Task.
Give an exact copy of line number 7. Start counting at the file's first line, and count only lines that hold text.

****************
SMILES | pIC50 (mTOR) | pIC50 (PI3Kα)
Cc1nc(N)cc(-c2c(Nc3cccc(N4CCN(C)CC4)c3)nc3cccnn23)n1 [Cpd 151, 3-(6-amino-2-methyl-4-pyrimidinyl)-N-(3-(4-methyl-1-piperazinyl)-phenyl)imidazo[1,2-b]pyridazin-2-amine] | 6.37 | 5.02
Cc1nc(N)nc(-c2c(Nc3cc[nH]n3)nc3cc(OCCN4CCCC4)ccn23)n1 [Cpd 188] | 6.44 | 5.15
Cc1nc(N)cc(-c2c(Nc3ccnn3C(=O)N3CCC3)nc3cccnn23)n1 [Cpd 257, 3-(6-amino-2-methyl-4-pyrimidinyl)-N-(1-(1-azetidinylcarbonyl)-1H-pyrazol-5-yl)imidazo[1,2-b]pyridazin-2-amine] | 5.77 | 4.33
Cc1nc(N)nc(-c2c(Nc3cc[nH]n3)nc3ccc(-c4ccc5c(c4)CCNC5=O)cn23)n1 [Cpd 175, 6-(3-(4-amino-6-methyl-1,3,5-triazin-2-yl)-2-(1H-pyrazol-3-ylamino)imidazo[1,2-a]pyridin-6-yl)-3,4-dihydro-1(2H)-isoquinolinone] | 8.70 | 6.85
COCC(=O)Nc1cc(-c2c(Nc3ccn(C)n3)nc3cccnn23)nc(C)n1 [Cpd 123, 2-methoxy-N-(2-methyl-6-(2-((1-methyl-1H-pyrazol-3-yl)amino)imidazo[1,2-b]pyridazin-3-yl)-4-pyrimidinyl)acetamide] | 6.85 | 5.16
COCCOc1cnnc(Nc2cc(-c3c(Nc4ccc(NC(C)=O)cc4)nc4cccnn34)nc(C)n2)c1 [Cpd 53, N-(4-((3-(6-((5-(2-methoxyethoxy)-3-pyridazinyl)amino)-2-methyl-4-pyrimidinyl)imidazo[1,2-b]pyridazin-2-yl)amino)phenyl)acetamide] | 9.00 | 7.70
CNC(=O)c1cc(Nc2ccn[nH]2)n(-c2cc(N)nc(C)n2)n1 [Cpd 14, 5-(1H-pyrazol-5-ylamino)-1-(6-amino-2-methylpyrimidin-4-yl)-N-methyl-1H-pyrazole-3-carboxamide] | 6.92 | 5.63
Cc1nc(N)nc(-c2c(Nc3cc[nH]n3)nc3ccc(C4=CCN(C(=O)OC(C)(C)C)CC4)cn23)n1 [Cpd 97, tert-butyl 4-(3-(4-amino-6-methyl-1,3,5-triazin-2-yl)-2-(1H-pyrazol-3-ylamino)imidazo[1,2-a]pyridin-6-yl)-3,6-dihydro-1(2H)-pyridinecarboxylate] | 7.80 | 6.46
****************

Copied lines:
COCCOc1cnnc(Nc2cc(-c3c(Nc4ccc(NC(C)=O)cc4)nc4cccnn34)nc(C)n2)c1 [Cpd 53, N-(4-((3-(6-((5-(2-methoxyethoxy)-3-pyridazinyl)amino)-2-methyl-4-pyrimidinyl)imidazo[1,2-b]pyridazin-2-yl)amino)phenyl)acetamide] | 9.00 | 7.70